Winter is coming for the SP500
Yvan Berthoux - October 8, 2020
In the past few weeks, in the run-up to the elections, the US equity market has been showing signs of ‘fatigue’. Most of the equity gains we have seen in the past 6 months have been associated with the massive liquidity injections by the Fed in conjunction with US fiscal support aimed at preventing the economy from falling into a deflationary depression. As government aid expires and the Fed has called a halt on balance sheet expansion, can equities overcome the political and financial headwinds?
First of all, it is interesting to see that after nearly doubling during the three months following the pandemic, Fed assets have steadied at around US$7 tr since June (figure 1, left frame). It seems that central bank has quietly stepped out of the market as the recovery in equities has been very fast and US policymakers may have decided to leave some room in the Fed balance sheet in case the market experiences another setback. In addition, government benefits have dramatically fallen after the CARES act expired in early August, down from US$600 to US$300 per week with up to 1 million citizens ineligible to receive the aid under the Lost Wages Assistance (LWA) program. Hopes for a new round of stimulus before the US elections have completely collapsed, with negative implications for US economic indicators in the coming quarters, especially retail sales.
Data source: Eikon Reuters, Oxford economics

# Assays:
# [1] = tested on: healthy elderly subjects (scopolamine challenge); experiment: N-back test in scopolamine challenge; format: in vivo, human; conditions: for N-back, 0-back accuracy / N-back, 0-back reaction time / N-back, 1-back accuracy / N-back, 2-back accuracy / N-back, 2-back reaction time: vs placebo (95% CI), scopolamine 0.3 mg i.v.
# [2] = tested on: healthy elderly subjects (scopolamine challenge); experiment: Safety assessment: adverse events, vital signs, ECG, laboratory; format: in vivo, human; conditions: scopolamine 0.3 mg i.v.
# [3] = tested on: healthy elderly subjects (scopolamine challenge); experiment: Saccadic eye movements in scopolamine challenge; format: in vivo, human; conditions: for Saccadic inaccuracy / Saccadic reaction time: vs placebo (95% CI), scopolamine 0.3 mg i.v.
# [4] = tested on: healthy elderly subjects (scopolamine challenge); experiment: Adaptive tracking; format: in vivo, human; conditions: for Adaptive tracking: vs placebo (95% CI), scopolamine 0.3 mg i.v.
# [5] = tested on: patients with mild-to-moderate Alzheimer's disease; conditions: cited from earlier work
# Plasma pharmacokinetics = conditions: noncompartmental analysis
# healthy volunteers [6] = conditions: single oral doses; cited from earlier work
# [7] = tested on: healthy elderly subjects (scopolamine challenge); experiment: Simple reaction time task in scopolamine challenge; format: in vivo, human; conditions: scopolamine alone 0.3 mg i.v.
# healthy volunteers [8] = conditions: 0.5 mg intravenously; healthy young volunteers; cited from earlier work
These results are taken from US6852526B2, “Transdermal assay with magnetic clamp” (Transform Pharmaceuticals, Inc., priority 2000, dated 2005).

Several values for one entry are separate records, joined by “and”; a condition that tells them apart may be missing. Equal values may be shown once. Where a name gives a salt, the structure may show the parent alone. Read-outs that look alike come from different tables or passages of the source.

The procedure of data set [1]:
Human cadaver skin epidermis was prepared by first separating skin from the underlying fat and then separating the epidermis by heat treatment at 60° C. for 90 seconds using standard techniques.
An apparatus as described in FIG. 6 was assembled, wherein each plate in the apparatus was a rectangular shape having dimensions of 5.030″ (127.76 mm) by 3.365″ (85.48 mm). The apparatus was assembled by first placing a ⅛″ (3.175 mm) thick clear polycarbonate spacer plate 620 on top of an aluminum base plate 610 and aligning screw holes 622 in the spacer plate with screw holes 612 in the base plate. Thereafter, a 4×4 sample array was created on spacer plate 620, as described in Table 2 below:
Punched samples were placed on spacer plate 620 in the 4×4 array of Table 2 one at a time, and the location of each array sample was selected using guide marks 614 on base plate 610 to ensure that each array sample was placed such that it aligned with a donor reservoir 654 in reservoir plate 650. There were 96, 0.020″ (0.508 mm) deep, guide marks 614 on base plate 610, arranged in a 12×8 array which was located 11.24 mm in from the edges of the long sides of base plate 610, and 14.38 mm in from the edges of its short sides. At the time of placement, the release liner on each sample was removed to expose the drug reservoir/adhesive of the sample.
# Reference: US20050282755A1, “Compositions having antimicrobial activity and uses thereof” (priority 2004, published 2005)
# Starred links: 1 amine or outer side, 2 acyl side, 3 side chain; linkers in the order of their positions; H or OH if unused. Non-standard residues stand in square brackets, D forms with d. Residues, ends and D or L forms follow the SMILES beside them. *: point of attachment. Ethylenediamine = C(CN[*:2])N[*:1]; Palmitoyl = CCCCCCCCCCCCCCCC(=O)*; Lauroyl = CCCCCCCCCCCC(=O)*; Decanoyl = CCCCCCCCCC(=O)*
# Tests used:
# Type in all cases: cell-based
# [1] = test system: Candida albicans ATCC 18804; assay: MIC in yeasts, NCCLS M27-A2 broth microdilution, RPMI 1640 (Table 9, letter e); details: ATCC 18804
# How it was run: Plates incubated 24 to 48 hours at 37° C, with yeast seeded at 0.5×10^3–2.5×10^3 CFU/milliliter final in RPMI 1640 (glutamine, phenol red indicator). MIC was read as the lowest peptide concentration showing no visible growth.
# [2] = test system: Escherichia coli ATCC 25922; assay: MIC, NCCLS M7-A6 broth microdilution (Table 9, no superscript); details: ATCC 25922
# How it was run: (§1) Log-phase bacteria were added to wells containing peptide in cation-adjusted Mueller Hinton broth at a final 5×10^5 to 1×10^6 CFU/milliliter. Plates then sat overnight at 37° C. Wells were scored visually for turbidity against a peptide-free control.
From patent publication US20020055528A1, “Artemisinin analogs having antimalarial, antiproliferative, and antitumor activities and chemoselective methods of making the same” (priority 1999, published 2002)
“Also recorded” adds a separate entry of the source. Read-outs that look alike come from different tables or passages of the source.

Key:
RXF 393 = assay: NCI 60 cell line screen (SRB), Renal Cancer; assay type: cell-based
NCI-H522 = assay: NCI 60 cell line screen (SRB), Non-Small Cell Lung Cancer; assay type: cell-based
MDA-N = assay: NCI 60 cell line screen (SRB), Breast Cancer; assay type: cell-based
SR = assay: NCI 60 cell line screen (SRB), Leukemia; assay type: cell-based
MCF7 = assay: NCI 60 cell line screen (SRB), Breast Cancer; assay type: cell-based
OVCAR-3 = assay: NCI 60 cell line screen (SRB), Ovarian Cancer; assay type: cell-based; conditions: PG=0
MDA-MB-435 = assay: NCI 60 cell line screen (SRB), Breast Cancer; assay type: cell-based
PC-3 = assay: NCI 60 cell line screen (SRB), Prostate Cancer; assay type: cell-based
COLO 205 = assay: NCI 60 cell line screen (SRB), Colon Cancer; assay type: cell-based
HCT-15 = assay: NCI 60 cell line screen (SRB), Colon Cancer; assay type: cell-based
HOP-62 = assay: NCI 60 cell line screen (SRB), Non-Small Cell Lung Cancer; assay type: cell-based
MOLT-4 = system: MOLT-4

In addition, it is extraordinary how rapidly the equity market has recovered in the past 6 months despite the dramatic plunge in profits. Figure 2 (left frame) shows that after-tax corporate profits plunged by over 20% in the first half of 2020. Even though the two times series have shown strong divergence in the past, equity valuations imply that profitability will be restored to its pre-Covid levels. It is difficult to see how the momentum in equities can continue if profits do not follow.
Leading indicators of global trade have struggled to recover in recent months. For instance, due to its high reliance on exports (over 40% of the country’s GDP), we prefer South Korean exports as a leading indicator for global equity valuations or earnings. Figure 2 (right frame) shows that South Korean exports have strongly led global equities by 3 months over the past 20 years and are currently not pricing in any signs of pick up in the near to medium term.
Data source: FRED, Eikon Reuters
Another striking divergence is between the equity and credit markets. Figure 3 shows the SP500 total return against the relative performance of US high yield over high-grade credit. As far back as the beginning of 2018, the credit market has warned of a new debt delinquency cycle with clear implications for equity returns. A significant number of companies has been downgraded by rating agencies since the pandemic and the uncertainty over another round of lockdowns makes the market appear even more vulnerable.
To conclude, equities look clearly fragile in the near term with the risk of material reversal during the winter period.
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